5. Affirmations can retrain your subconsciousPower Through Tough Times: 24 Affirmations for Entrepreneurs

Studies have shown that at least 90% of everything we do is controlled by our subconscious mind. That's good and bad. The bad news is most people don't realize how much they do every day is a habit. But, the good news is that you can retrain your subconscious mind with affirmations.

As Dandapani said in thisLondon Real interview, “Three ingredients are necessary for affirmations to work. Concise choice of positive words. Have a clear visualization. And a corresponding feeling.”

I now use these three ingredients to read, visualize and feel a couple of positive affirmations each morning and night to rewire my mind for success.  

6. Simplify your life

“Detachment is not that you own nothing. It’s that nothing owns you.”

— Jay Shetty

After hearing about how monks really live with such few "things," I realized that consumerism and materialism was dragging me down.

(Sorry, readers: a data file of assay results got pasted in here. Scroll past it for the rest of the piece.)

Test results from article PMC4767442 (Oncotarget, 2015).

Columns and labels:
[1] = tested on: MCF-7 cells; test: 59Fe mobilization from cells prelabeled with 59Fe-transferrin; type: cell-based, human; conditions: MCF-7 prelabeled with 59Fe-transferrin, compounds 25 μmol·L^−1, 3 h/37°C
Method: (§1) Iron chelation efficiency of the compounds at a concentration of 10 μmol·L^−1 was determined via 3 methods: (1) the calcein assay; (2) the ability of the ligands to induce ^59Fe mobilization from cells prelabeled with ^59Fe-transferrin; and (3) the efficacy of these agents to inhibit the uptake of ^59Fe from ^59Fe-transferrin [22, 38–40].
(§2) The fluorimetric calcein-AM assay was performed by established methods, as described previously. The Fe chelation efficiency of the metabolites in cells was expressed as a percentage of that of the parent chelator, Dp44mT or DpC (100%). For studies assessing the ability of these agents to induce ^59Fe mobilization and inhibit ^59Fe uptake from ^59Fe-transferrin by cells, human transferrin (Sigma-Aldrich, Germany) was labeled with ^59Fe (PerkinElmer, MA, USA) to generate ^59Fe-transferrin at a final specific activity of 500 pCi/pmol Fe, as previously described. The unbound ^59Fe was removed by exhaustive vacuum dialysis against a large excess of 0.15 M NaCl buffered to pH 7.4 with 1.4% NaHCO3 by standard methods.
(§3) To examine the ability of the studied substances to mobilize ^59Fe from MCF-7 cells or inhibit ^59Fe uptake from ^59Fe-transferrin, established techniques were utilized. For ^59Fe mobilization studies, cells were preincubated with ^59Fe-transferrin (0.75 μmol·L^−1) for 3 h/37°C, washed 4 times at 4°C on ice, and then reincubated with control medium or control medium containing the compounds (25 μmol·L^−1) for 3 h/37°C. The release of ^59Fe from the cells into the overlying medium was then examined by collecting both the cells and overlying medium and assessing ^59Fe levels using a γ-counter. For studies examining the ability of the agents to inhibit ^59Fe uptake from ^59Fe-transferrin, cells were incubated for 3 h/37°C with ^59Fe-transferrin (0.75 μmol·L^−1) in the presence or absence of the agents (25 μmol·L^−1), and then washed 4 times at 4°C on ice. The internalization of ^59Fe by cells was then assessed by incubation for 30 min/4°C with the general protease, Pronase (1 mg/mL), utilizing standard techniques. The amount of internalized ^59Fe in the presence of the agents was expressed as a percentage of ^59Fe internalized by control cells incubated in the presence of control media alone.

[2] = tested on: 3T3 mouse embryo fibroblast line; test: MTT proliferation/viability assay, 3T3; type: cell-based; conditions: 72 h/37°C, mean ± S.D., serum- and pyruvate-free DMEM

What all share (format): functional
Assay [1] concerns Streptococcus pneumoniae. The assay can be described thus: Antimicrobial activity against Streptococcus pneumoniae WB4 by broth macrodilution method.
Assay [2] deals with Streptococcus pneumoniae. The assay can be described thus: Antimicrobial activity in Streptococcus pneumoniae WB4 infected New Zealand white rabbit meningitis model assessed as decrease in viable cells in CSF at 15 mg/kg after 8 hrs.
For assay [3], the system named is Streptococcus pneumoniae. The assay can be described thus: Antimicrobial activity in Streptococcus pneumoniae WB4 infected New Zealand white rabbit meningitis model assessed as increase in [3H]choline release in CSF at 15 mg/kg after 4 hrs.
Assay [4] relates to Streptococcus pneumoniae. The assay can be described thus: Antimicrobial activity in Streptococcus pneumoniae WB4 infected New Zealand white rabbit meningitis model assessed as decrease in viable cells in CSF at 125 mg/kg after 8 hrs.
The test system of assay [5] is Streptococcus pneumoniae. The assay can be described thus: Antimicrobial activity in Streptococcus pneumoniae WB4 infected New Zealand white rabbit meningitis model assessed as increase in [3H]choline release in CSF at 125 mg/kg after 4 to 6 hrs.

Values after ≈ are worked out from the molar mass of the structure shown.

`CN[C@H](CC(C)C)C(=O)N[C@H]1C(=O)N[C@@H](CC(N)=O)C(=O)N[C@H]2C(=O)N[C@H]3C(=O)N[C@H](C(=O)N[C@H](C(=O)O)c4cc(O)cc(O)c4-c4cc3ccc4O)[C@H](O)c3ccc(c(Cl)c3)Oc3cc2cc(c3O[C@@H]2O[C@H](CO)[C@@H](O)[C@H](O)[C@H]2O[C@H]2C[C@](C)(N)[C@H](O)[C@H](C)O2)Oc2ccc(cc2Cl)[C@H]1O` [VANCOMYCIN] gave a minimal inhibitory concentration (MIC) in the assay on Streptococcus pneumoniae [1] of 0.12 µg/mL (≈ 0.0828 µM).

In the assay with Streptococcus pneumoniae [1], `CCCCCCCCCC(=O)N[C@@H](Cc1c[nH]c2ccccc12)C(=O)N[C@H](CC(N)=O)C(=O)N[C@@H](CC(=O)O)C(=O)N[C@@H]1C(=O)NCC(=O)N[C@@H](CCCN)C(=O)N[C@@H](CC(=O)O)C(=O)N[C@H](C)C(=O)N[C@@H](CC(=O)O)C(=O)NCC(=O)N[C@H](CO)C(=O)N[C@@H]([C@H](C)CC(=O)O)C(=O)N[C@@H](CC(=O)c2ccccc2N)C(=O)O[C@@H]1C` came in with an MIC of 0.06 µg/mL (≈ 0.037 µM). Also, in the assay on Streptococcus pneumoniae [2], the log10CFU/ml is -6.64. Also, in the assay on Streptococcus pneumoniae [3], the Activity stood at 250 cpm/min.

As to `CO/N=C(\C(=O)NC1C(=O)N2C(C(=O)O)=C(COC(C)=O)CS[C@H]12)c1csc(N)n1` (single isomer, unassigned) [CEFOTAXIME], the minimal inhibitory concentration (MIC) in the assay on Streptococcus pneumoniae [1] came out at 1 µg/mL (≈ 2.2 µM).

I've since simplified everything about my life. I stopped buying more clothes I don't' need, and decluttered everything. I've realized the more physical and mental space I have, the more relaxed, focused, and disciplined I've become. 

7. Meditation and gratitude are key to achieve happiness

I believe having a solid morning routine is the one habit all successful people share, and both these monks cemented my belief. They also taught me to focus on meditation and gratitude every morning.  

Jay Shetty talks about the importance of gratitude. As a monk, the first thing he practiced was giving thanks to Earth for the food, water, and ability to live. He said that while the gratitude movement of journals and studios seems new to most, it's a tradition that has been around for centuries.

Meditation as well. It's an old tradition that has helped me find clarity, focus, and tons of other benefits. I now practice both each morning to start my day off right.

What's the biggest lesson I learned from both these former monks turned entrepreneurs? Slow down, focus on everything I have, and keep life simple. The more simple and pure life that you lead can result in more clarity and drive than ever before.